THE CALCULATING STARS by Mary Robinette Kowal. Review.

THE CALCULATING STARS by Mary Robinette Kowal.

Solaris. ebook. £5.99.

Reviewed by Elloise Hopkins.

It is 1952, a year for young lovers, for the wonder of watching stars and the joy of life. Elma and her husband have each other and their whole future spanning before them. Until the earth moves… literally. In the wake of the shock, Elma, a former war pilot and brilliant mathematician, does the calculations. Not an earthquake. It cannot have been an A-bomb, but it was without question something as significantly big. As they flee their home they come to realise just how bad the impact is. 

The rational part of Elma wonders how they did not see this coming as she begins to come to terms with the terrible reality of life after the event. The damage is far more widespread than first feared and the coming respite will only be short-lived. This is a world faced with the challenge of securing its own future. This is a world where those who know what is coming seek the warmth and comfort of humour and each other while they can, for as long as they can, in the face of the unknown. The couple will battle personal and global strife as they play their respective parts in saving humanity in the face of prejudice, disbelief and the ugliest of human characteristics.

The Calculating Stars follows Elma’s story as she finds herself working for the International Aerospace Coalition – the organisation tasked with exploring re-colonisation on Mars – and the many opportunities, challenges and barriers that come with it.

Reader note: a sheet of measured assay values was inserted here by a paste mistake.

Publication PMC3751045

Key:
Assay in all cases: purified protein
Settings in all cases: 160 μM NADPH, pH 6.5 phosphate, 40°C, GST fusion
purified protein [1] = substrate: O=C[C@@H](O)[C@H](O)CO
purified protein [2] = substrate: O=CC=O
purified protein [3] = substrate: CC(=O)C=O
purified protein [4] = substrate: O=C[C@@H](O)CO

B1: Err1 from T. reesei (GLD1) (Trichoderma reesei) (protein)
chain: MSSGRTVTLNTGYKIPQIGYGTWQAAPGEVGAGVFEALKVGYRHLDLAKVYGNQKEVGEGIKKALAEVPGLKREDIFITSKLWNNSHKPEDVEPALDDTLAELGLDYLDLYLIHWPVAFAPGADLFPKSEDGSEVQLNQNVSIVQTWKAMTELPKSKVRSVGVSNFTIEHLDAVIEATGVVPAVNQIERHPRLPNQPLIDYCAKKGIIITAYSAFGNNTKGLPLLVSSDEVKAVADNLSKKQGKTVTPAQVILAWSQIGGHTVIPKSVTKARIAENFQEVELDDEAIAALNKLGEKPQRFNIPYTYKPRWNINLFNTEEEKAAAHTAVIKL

The narrative instils incredible empathy towards characters that are relatable on many levels. The pace flows smoothly with a deeply woven southern touch throughout that warms moments of desperation for its characters. The inequalities of gender and racial prejudice through history are presented and challenged through the eyes of a very believable heroine who balances her own ambitions, anxieties and morals against the greater good and manages to cling onto who she is despite all she endures.

As you would expect from this author, this first book in the Lady Astronaut series is brimming with intelligence and excitement, and presents a unique adventure which blends historical events of our own world with a ‘what if’ exploration of pending-apocalyptic possibilities. One of the preceding stories to this book, The Lady Astronaut of Mars, won the award for Best Novelette at the Hugo Awards in 2014 and this novel is no less impressive.